And Gary had a little ritual he’d do whenever he started a client project.
When he got the project, he’d go inside, into his imagination. He’d zoom forward, into his future, to a few very specific moments that represented success in his mind.
First was an urgent phone call from his client, after reviewing his copy. “Gary,” they’d say as he picked up the phone, “We LOVE it! We love this copy you’ve just written for us, and we can’t wait to test it. We’re sure we’ve got a big winner here…”
The next, another call from the client, “Gary, you’ve done it again! I don’t know how, but you’ve just blown away the control. The response to your promotion is phenomenal, and we’re all going to make a ton of money off this one.”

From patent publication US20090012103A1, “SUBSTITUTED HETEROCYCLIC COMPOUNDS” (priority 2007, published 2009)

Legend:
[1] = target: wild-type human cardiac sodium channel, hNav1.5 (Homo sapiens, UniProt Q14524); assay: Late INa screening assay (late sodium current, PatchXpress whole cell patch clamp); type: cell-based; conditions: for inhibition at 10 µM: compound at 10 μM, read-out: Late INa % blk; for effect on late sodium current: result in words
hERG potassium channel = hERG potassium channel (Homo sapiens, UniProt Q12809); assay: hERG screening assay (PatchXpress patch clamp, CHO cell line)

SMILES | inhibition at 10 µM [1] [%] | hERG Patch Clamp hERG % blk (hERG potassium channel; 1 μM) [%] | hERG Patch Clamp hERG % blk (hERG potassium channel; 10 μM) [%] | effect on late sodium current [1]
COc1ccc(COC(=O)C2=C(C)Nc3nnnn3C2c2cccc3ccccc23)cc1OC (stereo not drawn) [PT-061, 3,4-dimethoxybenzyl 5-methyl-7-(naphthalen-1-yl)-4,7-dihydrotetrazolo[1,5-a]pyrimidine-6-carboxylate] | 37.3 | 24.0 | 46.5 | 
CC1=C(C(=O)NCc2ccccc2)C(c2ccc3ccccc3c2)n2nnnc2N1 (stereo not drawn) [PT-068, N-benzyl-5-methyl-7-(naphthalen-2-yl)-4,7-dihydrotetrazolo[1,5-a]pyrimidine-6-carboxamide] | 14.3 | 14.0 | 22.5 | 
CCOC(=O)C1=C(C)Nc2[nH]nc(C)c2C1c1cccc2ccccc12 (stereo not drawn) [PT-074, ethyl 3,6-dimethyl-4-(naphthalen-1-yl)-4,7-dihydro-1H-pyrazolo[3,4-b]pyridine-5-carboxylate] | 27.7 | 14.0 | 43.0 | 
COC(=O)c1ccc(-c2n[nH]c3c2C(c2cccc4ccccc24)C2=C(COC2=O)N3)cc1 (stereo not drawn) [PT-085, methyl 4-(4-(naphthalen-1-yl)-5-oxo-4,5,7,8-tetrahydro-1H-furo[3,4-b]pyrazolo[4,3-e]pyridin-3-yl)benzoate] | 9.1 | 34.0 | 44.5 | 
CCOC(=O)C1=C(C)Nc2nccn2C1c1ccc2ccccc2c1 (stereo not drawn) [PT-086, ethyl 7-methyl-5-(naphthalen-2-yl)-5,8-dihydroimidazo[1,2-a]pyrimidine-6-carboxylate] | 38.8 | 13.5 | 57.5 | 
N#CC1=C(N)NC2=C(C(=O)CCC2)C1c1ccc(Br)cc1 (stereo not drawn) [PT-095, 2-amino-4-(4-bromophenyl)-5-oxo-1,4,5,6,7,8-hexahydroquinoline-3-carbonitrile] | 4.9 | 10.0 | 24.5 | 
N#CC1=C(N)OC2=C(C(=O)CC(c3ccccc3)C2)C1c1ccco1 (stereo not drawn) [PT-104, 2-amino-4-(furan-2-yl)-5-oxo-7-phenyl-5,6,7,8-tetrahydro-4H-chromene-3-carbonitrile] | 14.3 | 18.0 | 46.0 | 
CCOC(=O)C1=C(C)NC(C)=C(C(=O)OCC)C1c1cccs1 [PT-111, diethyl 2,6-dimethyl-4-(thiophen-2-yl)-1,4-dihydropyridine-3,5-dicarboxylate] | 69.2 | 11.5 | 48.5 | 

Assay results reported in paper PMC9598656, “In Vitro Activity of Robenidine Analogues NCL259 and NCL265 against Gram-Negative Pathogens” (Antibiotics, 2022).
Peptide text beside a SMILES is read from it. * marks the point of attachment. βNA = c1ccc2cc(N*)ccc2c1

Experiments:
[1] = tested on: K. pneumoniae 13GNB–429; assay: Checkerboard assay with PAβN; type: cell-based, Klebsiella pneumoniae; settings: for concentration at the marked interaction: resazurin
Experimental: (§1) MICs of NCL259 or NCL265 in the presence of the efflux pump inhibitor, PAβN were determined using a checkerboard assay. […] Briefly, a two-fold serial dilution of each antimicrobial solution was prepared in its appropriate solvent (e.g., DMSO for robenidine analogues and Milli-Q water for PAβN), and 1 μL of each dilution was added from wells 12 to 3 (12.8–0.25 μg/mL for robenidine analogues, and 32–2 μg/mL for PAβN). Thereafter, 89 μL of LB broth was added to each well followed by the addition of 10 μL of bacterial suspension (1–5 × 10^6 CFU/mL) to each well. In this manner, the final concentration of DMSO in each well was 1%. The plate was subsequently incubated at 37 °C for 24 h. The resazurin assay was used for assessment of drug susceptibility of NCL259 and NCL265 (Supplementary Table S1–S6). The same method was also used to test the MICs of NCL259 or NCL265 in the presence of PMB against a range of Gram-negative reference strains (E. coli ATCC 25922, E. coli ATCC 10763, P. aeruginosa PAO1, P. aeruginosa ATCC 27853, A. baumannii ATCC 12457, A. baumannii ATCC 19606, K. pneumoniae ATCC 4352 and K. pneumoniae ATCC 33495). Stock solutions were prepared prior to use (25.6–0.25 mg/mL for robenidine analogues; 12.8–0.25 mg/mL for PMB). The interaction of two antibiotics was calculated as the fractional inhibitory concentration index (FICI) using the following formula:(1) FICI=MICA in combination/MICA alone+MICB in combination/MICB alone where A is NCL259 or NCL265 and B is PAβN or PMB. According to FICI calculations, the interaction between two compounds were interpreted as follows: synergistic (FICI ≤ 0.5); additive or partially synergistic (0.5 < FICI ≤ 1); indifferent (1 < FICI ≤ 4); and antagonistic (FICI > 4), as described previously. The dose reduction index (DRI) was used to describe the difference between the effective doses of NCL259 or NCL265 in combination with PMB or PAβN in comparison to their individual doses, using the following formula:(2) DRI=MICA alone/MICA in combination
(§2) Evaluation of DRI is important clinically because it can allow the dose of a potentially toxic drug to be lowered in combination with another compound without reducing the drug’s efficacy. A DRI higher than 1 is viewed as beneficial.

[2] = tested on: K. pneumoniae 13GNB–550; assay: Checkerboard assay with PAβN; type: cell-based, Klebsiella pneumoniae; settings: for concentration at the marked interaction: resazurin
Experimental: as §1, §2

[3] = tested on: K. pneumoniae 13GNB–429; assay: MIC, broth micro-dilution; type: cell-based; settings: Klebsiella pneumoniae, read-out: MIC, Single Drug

Then, that moment where he opened the mailbox, and saw the first royalty check. He’d imagine tearing it open, and being blown away by how much money he’d just made. Giddy-excited. He’d read the note inside, from his client, saying, “Gary, this is just the first of many big checks for your big winner! Thanks!”
And he’d imagine running inside to his wife, saying, “Pauline, Pauline! You’ll never guess just how big this royalty check is!” And he’d imagine showing her the check, and the excited conversation that would follow.
Then, he’d imagine the celebration dinner he and Pauline would have together, down to what he’d eat, at what restaurant. And how that would feel.
Then, motivated, he’d get to work.
And, what do you know? Gary got better and better. And these visions just kept coming true. Chalk it up to motivation. Or to manifestation. Or success magnetism.